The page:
FRANKFURT (Reuters) - Chinese home appliance maker Midea Group made an offer on Wednesday to buy German factory robot manufacturer Kuka AG, the latest bid by a Chinese investor to gain control of cutting-edge German industrial technology.
The 115 euro per share offer values Kuka at around 4.5 billion euros (3.9 billion pounds) and represents a premium of 36 percent to Kuka’s share price of 84.41 euros at close on Tuesday. Shares in Kuka rose by over 30 percent on the news.
Kuka is one of the world’s largest producers of industrial robots and a poster child of Germany’s drive to upgrade its manufacturing sector to master the industrial internet.
It is the latest in a series of German industrial groups to be targeted by Chinese buyers as the world’s second-largest economy tries to make the transition from a low-cost factory location into a high-tech industrial hub.
Midea said it wanted to keep Kuka’s management intact and not delist the German company. Following a pattern set by Chinese suitors seeking to avoid disruption to better understand and adopt Western technology, it said it would not implement a so-called profit transfer and domination agreement.
“KUKA is in excellent condition today and we are committed to investing in KUKA’s employees, brand, intellectual property and facilities to further support the company’s development,” Midea Chairman and Chief Executive Paul Fang said in a statement.
Midea said it aimed to expand Kuka’s know-how in robotics for general industry and logistics applications and open doors for better access to Chinese markets.
“One of the leading rationales for the deal is rising labour costs. This means efficiency becomes more important for growing our business and for the Chinese economy as a whole,” Andy Gu, Vice President for Midea’s international business, told Reuters.
“We want to keep Kuka’s separate identity as a German company,” he said. “Where we can help Kuka is mostly in China. Kuka management has plans to grow in China. Given our meaningful footprint in China we can help them accelerate growth in terms of our customer base and supply chain.”
Other Chinese investment in Germany this year includes an agreement in January by a consortium led by ChemChina to buy industrial machinery manufacturer KraussMaffei Group for about $1 billion.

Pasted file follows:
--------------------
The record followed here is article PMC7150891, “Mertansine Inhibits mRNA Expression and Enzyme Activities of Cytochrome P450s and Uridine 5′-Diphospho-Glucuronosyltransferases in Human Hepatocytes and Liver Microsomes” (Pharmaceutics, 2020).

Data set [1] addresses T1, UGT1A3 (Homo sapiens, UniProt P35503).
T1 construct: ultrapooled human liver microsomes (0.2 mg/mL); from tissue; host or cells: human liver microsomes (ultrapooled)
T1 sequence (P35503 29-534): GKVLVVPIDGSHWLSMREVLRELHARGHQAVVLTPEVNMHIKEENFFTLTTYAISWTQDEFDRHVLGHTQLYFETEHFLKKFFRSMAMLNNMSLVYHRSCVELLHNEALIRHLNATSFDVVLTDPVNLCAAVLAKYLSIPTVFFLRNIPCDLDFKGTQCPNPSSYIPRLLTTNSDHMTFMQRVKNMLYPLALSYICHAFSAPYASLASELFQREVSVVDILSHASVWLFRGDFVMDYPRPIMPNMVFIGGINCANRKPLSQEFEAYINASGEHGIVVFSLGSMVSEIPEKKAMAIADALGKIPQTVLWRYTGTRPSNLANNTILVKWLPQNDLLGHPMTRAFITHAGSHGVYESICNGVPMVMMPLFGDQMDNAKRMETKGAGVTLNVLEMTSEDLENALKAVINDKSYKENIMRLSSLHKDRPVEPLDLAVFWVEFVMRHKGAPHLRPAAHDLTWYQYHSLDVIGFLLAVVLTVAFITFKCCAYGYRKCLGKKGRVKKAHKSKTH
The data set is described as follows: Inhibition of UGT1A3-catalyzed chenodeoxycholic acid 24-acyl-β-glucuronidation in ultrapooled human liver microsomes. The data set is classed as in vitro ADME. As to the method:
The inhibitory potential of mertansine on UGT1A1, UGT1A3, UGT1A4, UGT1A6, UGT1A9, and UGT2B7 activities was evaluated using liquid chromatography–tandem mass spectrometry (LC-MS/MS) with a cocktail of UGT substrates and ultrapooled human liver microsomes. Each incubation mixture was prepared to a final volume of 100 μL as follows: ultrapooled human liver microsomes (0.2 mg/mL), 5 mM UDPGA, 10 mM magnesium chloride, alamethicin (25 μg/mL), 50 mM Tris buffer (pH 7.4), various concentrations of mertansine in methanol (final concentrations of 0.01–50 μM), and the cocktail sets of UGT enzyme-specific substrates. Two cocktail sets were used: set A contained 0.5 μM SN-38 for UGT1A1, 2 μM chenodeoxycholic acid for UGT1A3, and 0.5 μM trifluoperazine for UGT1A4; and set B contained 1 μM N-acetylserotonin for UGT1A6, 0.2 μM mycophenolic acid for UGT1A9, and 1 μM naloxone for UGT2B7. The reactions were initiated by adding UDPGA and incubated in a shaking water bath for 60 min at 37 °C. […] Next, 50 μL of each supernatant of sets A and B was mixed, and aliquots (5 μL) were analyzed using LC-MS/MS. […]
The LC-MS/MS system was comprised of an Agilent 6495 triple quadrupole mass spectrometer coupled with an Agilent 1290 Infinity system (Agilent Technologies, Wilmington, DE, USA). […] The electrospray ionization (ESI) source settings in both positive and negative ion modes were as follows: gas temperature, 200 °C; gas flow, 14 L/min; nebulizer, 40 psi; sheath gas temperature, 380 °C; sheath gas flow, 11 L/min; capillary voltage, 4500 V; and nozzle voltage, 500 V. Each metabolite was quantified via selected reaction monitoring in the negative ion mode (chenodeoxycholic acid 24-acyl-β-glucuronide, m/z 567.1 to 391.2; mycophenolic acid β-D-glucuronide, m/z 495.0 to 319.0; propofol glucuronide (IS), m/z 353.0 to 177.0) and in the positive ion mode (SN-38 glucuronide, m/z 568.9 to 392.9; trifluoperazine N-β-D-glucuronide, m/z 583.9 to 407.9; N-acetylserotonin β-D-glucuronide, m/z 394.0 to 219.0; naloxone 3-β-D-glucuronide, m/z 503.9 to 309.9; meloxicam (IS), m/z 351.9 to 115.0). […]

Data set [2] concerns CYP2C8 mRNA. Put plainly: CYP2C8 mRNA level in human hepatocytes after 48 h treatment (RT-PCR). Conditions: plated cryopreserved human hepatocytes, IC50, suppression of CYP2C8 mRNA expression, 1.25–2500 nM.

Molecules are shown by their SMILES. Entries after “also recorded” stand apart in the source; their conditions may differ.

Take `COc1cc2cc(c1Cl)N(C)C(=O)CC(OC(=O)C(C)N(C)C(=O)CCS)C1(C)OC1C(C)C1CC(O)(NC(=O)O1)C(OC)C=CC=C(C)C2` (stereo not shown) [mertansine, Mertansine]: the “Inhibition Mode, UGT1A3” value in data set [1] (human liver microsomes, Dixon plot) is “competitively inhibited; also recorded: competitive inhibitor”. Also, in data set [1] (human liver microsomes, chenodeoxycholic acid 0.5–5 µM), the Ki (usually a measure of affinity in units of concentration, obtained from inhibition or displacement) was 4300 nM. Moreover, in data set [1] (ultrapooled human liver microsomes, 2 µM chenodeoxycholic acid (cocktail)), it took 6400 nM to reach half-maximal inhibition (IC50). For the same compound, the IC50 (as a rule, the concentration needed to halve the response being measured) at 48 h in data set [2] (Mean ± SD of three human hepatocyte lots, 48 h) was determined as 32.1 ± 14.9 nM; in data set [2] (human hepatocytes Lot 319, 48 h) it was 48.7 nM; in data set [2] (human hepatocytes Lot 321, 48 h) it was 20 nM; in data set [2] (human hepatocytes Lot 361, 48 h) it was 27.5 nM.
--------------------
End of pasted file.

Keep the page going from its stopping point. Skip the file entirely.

In 2012, China’s Sany Heavy Industry bought German concrete pump maker Putzmeister for $698 million, while Weichai Power took a 25 percent stake forklift truck maker Kion in 2012.
Germany depends on manufacturing for a larger share of the economy than any of its western European neighbours, with tens of thousands of family-owned businesses building the bedrock of its export-driven success.
The government wants to foster adoption of the fast-evolving industrial Internet, in which smart factory systems are becoming increasingly connected. Kuka has branded itself as one of the pioneers.
Kuka shares jumped as much as 35.5 percent to a record high on Wednesday and traded 32 percent higher at 0743 GMT on the Frankfurt Stock Exchange.
Midea said it had a 13.5 percent stake in Kuka and was seeking to become the largest shareholder by raising its stake beyond 30 percent.
Augsburg Kuka has three large shareholders including Friedhelm Loh, a German entrepreneur who owns 10 percent, and Voith Group which holds 25.1 percent.
Kuka said it had been informed by Midea that Midea would invite the major German shareholders to stay invested and that it wants to preserve Kuka’s sites and staff.
Kuka would carefully assess the full takeover offer once it is available, it added.
An ally of chancellor Angela Merkel said Berlin would not intervene as German companies were also buying stakes in Chinese and other foreign companies.
“We live in a free market economy and expose ourselves to global competition,” said Michael Fuchs, deputy leader of Merkel’s CDU/CSU parliamentary group in Germany’s lower house.
In terms of direct investment in property, plants and equipment, Germany’s private sector has spent almost 60 billion euros in China, dwarfing the 2 billion euros that Chinese groups have invested in Germany, according to the Association of German Chambers of Commerce and Industry.
Jost Wuebbecke of Berlin-based China-focused think tank Merics, which is backed by the Schmidt family behind retailer Metro, said Chinese foreign direct investment in Germany was welcome in principle but Kuka was an exception because of its role in the industrial Internet.
“From a German point of view it’s not necessarily an advantage to share the technology because of Germany’s very considerable lead in this area,” Wuebbecke said.
Under German takeover rules, any shareholder gaining control of more than 30 percent in a listed company must make an offer to all shareholders. Midea Group raised its stake in Kuka to 10.2 percent in February, saying at the time that it wanted to further increase its shareholding.
Additional reporting by Tina Bellon and Alexander Huebner in Frankfurt; Andreas Rinke, Rene Wagner and Madeline Chambers in Berlin, Editing by Timothy Heritage